The one thing you need to know

The one thing you need to know

Family law is a funny old game. We do what we do, day after day; the clients come, we find a resolution that works for them either quickly or slowly, then they go... and another one comes. We hope.

Most of you will have some idea of where most of your clients come from. You'll be asking them when they call, or at the first meeting: where did they hear about you? From whom did they get your name? We all have our best referral sources.  For many of us, they're former clients. And isn't that the best feeling, when someone for whom you felt you did a really good job sends you her business partner, or his best mate?

Happy clients make happy lawyers. We want to make our clients happy, or at least happier - for so many of us, family law attracted us in the first place because we like helping  people and we want to make a difference in people's lives.

And happy clients are a fabulous source of business, as we established earlier. In fact, if you think about it, happy clients are essential to your business survival - they pay your bills, they feed your children.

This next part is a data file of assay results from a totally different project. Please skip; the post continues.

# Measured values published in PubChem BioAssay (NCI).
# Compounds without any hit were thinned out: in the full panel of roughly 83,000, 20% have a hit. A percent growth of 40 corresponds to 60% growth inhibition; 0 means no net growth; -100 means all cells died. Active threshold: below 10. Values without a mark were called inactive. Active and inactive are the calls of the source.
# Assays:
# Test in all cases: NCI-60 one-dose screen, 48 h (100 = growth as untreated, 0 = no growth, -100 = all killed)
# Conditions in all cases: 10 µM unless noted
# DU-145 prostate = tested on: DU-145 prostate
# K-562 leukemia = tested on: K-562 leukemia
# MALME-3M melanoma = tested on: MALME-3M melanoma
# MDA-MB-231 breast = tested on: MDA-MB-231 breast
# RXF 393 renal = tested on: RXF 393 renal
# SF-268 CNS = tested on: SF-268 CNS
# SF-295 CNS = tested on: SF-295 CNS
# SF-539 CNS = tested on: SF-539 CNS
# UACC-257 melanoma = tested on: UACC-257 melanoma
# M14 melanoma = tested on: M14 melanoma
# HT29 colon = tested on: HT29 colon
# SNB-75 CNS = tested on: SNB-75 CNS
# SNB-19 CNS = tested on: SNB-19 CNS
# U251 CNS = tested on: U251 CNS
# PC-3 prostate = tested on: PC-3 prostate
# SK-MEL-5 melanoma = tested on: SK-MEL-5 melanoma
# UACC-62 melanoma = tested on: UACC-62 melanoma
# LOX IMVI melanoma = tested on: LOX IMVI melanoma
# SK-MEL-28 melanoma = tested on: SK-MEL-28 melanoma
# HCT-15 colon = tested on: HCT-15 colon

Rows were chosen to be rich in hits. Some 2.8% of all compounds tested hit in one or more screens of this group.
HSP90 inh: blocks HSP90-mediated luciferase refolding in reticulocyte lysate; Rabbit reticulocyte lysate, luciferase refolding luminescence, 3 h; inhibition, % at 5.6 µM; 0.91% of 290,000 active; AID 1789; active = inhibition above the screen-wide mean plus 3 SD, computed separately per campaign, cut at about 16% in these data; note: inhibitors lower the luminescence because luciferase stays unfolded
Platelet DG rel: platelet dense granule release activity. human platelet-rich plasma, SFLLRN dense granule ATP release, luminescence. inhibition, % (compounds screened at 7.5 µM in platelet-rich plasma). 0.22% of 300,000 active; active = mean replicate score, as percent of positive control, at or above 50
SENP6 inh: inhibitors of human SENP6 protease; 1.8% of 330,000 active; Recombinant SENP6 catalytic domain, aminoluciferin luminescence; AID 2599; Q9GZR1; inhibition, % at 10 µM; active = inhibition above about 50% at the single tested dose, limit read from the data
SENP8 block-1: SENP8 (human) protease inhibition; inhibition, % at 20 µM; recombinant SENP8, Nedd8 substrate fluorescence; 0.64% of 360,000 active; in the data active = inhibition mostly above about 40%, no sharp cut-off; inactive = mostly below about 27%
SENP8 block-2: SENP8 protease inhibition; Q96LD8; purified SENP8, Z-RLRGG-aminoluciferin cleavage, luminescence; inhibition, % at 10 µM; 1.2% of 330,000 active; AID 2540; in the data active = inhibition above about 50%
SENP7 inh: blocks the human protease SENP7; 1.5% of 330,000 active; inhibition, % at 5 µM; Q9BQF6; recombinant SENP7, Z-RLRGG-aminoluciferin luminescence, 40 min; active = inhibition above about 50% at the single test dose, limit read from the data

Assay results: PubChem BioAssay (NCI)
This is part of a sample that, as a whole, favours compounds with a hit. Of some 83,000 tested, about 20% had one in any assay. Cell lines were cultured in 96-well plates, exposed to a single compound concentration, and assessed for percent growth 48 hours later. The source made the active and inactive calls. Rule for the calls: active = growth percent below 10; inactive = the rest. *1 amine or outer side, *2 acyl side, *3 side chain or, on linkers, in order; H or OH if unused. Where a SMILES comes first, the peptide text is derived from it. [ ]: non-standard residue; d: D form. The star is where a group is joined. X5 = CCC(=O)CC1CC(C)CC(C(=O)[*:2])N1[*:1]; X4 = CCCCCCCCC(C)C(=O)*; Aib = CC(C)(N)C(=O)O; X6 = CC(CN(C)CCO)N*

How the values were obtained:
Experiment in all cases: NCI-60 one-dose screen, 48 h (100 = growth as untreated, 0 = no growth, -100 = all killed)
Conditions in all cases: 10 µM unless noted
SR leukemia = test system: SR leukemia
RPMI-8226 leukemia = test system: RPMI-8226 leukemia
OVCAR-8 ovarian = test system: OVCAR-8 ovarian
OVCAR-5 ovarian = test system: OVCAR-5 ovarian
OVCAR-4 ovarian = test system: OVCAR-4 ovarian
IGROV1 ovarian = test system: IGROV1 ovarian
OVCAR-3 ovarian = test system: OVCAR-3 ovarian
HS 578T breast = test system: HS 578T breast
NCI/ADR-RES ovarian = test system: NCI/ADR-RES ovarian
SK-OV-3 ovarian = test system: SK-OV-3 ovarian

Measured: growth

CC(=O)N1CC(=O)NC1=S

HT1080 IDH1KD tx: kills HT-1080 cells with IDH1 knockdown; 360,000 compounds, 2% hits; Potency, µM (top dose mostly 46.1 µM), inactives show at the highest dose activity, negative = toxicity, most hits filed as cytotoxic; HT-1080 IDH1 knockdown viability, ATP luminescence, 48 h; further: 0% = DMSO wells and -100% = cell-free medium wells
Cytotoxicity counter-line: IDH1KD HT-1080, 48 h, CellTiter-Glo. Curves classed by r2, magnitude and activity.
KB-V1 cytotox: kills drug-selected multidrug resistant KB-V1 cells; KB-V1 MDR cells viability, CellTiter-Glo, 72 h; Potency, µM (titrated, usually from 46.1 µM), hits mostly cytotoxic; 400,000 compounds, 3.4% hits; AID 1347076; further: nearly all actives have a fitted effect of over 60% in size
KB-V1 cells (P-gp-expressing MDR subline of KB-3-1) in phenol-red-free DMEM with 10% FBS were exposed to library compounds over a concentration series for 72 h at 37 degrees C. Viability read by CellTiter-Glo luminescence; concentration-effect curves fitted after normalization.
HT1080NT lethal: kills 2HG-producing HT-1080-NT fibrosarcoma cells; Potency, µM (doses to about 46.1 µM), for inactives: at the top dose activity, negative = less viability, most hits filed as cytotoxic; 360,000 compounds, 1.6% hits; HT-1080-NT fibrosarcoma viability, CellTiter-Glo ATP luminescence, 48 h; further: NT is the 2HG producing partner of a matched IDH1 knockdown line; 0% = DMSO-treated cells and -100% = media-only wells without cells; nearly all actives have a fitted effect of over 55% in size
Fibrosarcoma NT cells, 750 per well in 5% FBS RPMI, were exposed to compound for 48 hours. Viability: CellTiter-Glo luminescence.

Without question

So how many of your clients are happy with the service you're giving them? And how happy are they?  What do you mean, you don't know?

It's the one thing you need to know to ensure the survival of your career, or your business, in this changing world of family legal services. If you're not asking, you are putting yourself at risk of going down the wrong roads. Why aren't you asking? Do you think that they'll universally be miserable? It’s true that they're getting divorced, so they'll be tough to make happy but if this is your business, you need to work out how to do that to succeed. Are you worried about what they might say? Are you afraid of criticism?

We are all a little afraid of criticism. It is essential, however, to understand that constructive criticism is a shining gift. Only the client has a true experience of your service in their particular case - you can think you did a horrible job but if the client still thinks you're great, you've got another potential source of business. You can think you did an awesome job, but if the client thinks you were a little bit 'meh', who cares what you think?  They won't be referring their friends.

Good client service is not an absolute - it's a subjective experience. One client will consider good client service to be 24/7 access to you, while another wants you to get on with it and only be in touch briefly when you need instructions.  But any client whose needs you fulfil brilliantly will become a source of referrals.  You just have to know what they want.

You just won't know until you ask. But knowing will make all the difference to your business, both short and long-term. It's the one thing you need to know. So ask.

Suzy Ashworth is a business consultant, business coach and family lawyer/mediator
Twitter: @SuzyOurPSL

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About the author:
SuzyAshworth is a business consultant, business coach and family lawyer/mediator